Scoliosis is an abnormal curvature of the spine that affects approximately seven million people in the United States. Adolescent idiopathic scoliosis is most commonly diagnosed between the ages of 10 to 12 years old and may be discovered by parents, during school screenings, or at pediatric visits. Symptoms of scoliosis may include back pain, uneven shoulders or hips, abnormal gait, breathing issues, and neurologic problems. Treatment options for idiopathic scoliosis include observation, bracing, and surgery based on the severity of the patient’s curvature. In general, bracing is recommended for curves between 25–30° in patients who are still growing. Corrective surgery is generally reserved for progressive curves greater than 45° or curves that do not respond to bracing treatment. The goals of scoliosis correction surgery are to improve the spinal curvature and to prevent the curve from progressing further during the patient’s life.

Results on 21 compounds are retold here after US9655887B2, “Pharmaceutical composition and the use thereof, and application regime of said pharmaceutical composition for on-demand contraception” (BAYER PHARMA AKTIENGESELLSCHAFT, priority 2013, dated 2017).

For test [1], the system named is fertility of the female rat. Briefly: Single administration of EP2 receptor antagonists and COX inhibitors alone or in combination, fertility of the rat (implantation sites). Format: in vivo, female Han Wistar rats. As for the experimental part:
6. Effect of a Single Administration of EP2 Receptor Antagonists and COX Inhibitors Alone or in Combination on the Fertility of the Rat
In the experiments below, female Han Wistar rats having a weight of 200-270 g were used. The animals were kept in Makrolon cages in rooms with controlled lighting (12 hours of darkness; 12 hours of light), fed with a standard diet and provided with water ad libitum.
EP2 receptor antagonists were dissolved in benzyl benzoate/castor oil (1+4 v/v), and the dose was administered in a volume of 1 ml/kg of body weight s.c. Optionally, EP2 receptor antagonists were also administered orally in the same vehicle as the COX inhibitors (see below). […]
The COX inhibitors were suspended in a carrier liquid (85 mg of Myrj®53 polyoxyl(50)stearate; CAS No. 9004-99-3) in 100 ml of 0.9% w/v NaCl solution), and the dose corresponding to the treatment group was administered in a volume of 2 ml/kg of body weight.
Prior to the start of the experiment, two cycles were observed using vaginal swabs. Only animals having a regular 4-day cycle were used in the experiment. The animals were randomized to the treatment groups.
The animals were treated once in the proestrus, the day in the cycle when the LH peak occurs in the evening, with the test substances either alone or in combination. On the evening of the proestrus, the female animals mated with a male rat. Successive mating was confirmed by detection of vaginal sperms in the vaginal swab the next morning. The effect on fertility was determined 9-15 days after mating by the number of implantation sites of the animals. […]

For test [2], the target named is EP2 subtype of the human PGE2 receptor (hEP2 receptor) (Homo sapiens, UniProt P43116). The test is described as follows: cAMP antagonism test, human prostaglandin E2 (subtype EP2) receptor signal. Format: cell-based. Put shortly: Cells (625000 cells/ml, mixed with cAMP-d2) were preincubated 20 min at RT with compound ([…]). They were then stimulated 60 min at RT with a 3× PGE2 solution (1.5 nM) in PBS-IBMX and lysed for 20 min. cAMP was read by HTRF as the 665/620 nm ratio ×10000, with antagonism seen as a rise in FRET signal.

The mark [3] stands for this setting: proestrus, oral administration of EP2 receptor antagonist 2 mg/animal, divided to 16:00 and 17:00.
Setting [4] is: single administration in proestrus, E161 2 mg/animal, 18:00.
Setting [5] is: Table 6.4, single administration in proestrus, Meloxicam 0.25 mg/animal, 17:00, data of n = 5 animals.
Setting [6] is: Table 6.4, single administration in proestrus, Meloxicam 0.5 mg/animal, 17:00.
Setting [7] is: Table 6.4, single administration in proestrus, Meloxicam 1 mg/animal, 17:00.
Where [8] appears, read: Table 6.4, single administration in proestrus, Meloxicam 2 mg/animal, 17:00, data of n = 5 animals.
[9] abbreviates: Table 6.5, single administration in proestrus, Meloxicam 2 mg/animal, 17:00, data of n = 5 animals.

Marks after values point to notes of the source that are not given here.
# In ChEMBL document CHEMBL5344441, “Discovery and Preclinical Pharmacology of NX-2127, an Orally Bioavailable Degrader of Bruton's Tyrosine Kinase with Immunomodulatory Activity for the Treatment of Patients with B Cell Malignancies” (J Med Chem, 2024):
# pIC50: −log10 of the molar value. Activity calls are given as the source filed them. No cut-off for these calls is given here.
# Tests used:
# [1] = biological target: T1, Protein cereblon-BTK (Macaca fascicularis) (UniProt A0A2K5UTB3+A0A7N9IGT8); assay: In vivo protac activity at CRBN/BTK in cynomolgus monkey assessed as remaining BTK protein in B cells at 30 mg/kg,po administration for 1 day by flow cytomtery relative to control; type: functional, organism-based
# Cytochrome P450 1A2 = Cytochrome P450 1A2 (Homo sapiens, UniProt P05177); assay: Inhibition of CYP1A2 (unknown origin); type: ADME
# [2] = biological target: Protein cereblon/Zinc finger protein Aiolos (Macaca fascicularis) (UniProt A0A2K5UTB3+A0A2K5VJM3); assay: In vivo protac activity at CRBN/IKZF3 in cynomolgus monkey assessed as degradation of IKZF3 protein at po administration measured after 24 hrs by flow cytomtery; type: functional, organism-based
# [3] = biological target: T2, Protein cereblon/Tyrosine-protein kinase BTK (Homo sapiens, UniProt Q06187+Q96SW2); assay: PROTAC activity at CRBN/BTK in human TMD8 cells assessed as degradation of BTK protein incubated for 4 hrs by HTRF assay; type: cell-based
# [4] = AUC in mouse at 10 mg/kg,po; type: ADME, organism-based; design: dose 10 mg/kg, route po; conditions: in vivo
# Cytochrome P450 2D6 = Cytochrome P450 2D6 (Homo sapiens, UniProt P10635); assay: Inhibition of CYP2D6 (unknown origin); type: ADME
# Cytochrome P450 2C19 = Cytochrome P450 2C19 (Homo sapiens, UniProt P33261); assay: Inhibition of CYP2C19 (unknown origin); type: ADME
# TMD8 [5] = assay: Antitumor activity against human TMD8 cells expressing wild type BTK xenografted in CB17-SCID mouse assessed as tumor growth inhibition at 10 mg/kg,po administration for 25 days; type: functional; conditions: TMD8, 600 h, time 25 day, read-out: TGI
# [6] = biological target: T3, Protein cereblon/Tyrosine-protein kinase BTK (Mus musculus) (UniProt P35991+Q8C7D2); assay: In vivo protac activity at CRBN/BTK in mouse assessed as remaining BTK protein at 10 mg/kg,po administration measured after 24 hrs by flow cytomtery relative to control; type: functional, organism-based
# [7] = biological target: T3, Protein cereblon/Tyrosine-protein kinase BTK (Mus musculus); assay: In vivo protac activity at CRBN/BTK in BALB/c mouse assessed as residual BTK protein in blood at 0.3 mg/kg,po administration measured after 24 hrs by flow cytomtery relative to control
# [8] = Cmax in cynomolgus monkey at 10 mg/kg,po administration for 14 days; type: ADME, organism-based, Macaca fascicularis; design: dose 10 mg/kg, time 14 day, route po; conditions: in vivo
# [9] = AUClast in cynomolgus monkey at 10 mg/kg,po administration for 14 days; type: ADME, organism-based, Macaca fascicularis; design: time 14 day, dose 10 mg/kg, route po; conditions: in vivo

Surgery for scoliosis involves the use of spinal instrumentation such as screws, rods, hooks, and wires which are placed along the spine. It corrects the abnormal curvature and prevents further progression of the disease. Surgical treatment of scoliosis requires a high degree of planning and precision. Each specific curve pattern is unique, and many patients have abnormally shaped vertebrae making the surgery more challenging. Robot-guided scoliosis surgery increases correctness of where the surgical instrumentation is placed. This increases the safety of the surgery and allows our scoliosis Specialist, Dr. Christopher R. Good, the ability to customize an ideal surgery for each patient.
Studies validate superior clinical results for adolescent scoliosis reconstruction with robotic technology based on improved accuracy of implant placement and safety. In a recent study of 120 teenagers with scoliosis, robot guided surgery was found to achieve 99.7% accuracy of 1,815 implants placed.3
Vertebroplasty is an outpatient procedure commonly performed for the treatment of osteoporotic compression fractures. During the procedure, synthetic bone cement is injected into a broken spine vertebra through a needle. The cement hardens in a few minutes after it is injected to stabilize the fractured bone. This decreases pain and the potential for the bone to break further.